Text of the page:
It is remarkable that the physics of water, the substance that covers two thirds of our planet, is still not fully understood. This holds true especially also for its anomalous properties compared to other liquids.
Our research aims at the understanding of the anomalies of water, in particular those observed in the supercooled metastable state. To achieve this goal, pure water inclusions inside quartz are synthesized covering a density range of 996-916 kg m-3. Microthermometric measurements are conducted to determine the temperature at which water phase transitions occur. Single ultrashort (femtosecond) laser pulses are employed to overcome metastable phase states in high density inclusions. In pure water inclusions, the phase transition from liquid to solid is not visible from microscopic observations, thus, confocal Raman spectroscopy is used to determine ice nucleation temperatures. In addition, we use Brillouin spectroscopy to determine the speed of sound and, thus, the pressures inside the inclusions.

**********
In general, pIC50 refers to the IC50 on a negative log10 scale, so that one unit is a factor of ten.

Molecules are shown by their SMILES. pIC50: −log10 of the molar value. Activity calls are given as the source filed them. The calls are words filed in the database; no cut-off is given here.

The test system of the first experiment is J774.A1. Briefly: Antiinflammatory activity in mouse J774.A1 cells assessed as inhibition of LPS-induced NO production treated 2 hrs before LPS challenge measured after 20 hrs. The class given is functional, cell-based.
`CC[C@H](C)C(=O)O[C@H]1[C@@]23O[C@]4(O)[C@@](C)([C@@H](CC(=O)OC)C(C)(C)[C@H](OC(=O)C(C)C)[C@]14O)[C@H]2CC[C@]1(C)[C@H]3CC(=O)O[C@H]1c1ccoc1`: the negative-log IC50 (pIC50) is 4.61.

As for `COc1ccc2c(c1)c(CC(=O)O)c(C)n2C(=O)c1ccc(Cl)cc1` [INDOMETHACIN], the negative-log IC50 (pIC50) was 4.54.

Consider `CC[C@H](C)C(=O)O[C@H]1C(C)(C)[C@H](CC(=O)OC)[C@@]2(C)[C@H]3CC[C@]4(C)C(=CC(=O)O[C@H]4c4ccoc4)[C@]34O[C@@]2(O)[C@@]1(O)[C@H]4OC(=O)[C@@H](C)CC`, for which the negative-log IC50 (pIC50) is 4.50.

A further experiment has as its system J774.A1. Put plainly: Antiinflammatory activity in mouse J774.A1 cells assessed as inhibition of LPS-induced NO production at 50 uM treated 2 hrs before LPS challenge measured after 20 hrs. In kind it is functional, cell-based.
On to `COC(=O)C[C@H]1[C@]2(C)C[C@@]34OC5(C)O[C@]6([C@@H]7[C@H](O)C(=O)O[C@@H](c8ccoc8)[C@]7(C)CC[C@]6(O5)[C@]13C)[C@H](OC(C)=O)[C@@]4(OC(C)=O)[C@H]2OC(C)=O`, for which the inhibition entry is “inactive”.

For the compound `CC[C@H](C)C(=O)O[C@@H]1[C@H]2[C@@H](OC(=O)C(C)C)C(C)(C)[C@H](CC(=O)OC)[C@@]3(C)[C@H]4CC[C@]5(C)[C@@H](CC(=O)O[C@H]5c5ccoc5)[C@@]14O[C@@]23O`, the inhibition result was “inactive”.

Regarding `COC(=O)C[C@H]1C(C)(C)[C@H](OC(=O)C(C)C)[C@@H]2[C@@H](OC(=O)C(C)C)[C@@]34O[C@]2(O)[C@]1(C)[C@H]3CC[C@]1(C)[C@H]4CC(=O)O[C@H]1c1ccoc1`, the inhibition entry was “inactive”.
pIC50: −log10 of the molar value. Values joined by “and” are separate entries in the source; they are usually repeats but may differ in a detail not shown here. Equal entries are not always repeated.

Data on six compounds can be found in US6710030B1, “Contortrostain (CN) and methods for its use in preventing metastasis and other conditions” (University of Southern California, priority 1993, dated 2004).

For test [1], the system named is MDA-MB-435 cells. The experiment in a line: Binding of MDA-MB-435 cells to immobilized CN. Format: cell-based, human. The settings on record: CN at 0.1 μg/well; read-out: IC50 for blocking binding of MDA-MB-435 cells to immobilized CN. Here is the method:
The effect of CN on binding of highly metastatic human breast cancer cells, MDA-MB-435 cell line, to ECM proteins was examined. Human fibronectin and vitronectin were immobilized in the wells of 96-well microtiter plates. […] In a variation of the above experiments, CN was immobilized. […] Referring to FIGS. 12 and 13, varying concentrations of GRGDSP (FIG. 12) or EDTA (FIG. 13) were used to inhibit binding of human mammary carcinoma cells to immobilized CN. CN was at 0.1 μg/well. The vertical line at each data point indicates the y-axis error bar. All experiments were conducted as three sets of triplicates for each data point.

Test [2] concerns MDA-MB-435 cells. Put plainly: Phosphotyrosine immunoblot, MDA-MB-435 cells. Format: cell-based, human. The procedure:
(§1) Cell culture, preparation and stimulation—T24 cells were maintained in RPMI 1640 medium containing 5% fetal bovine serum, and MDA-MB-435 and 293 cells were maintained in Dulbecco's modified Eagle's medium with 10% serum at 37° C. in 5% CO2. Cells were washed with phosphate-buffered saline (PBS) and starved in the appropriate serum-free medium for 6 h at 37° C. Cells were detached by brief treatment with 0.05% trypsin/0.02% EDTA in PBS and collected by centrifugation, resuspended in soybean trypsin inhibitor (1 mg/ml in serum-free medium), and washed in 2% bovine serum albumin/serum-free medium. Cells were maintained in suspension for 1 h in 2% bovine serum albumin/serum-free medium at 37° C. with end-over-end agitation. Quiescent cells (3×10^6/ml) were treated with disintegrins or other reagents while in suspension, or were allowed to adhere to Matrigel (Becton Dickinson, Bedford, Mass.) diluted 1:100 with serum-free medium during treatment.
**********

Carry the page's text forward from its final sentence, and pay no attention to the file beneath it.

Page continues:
The experimental outcomes present valuable benchmarks to evaluate and further improve theoretical models describing the p–V–T properties of metastable water in the low-temperature region.